Ray Quinn, as Julia’s love-rat fiancé, Glen Gulia, is a standout: his dancing in particular is really impressive. And Ruth Madoc’s turn as Robbie’s young-at-heart grandma, Rosie, is the stuff that comic dreams are made of: sure, it’s a pantomime-ish caricature of a role, but her evident enthusiasm for the sheer silliness of it all is absolutely catching.

So yeah, if you’re after something to make you ponder, to broaden your understanding of the world, then this probably isn’t the play for you. But if you’re up for an evening of unabashed fun, then make your way to the King’s Theatre, and prepare to feel the buzz.

4 stars

Susan Singfield

The Mikado


King’s Theatre, Edinburgh

Sasha Regan’s all-male productions of Gilbert and Sullivan operettas are undoubtedly very good indeed: we saw and enjoyed HMS Pinafore last year at the Lowry, and tonight’s Mikado is equally assured. The conceit is similar: in Pinafore the men were sailors, performing to entertain themselves, this time they are boy scouts, play-acting in the woods – and thus the lack of women is explained. But is it justified?

In some ways: yes. The performances are uniformly strong, and the direction is sprightly and engaging. The set design (by Ryan Dawson Laight) is delightful, evoking a Midsummer Night’s Dream-like sense of magical unreality. It’s fun and it’s funny, accessible and entertaining. We thoroughly enjoy ourselves.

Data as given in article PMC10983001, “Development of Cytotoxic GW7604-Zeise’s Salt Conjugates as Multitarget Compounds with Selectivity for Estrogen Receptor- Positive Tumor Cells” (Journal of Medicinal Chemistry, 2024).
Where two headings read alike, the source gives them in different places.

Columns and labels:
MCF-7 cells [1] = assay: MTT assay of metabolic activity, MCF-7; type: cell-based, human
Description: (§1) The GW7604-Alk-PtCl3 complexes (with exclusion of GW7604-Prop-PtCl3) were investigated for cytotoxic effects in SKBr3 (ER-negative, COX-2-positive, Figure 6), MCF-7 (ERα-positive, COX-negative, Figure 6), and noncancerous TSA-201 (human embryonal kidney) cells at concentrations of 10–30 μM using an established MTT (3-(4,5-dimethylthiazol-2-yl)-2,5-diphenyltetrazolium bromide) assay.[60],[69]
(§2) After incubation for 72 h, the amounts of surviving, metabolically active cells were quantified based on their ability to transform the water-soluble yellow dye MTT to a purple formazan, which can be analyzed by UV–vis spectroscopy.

But it’s an odd thing to do, isn’t it? There are few enough parts for female actors, without appropriating those that do exist. Sasha Regan’s assertion that “the fact that we have men dressed as women is silly enough” doesn’t really tell us anything. Of course, there is a fine tradition of drag on the British stage, but I have to confess I’m not convinced it serves much purpose here.

Still, despite this reservation, there is much to admire. Alan Richardson’s portrayal of Yum-Yum is really rather lovely, while David McKechnie’s Ko-Ko is the comedic highlight of the piece. Richard Baker’s piano is faultless – I’ll never cease to be impressed by a one-person musical accompaniment to shows as demanding as these.

In short, this is a high quality piece, with commendable production values. I can’t pretend the all-male cast isn’t a problematic idea, but it doesn’t alter the fact that this is excellent theatre.

4 stars

Susan Singfield

Fiddler on the Roof


King’s Theatre, Edinburgh